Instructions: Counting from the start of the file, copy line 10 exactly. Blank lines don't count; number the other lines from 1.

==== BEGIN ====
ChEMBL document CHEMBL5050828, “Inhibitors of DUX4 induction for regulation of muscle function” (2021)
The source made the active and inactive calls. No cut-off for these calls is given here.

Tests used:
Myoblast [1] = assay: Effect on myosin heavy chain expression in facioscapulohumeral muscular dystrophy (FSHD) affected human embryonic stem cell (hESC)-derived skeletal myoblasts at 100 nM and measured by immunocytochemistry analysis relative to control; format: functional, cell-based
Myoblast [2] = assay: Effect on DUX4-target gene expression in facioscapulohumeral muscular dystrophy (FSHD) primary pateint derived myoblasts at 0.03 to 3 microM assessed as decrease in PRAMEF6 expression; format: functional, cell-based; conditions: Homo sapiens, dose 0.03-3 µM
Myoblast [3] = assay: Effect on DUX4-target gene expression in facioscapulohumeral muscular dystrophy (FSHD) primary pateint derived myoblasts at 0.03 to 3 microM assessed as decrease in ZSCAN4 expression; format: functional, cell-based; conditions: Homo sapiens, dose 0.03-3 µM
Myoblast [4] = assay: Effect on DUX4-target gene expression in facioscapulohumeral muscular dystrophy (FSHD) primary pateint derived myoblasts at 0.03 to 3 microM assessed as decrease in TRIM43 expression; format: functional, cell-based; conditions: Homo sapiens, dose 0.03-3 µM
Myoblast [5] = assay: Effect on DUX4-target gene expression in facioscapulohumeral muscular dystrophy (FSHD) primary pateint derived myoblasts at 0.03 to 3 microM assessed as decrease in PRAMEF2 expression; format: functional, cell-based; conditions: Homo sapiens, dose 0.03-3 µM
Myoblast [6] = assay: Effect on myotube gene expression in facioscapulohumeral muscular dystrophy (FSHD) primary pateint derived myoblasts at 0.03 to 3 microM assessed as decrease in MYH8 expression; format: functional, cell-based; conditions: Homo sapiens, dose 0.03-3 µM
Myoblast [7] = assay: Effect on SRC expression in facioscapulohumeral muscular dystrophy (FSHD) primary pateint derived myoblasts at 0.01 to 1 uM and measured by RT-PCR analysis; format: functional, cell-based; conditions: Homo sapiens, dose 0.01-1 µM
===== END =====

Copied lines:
Myoblast [7] = assay: Effect on SRC expression in facioscapulohumeral muscular dystrophy (FSHD) primary pateint derived myoblasts at 0.01 to 1 uM and measured by RT-PCR analysis; format: functional, cell-based; conditions: Homo sapiens, dose 0.01-1 µM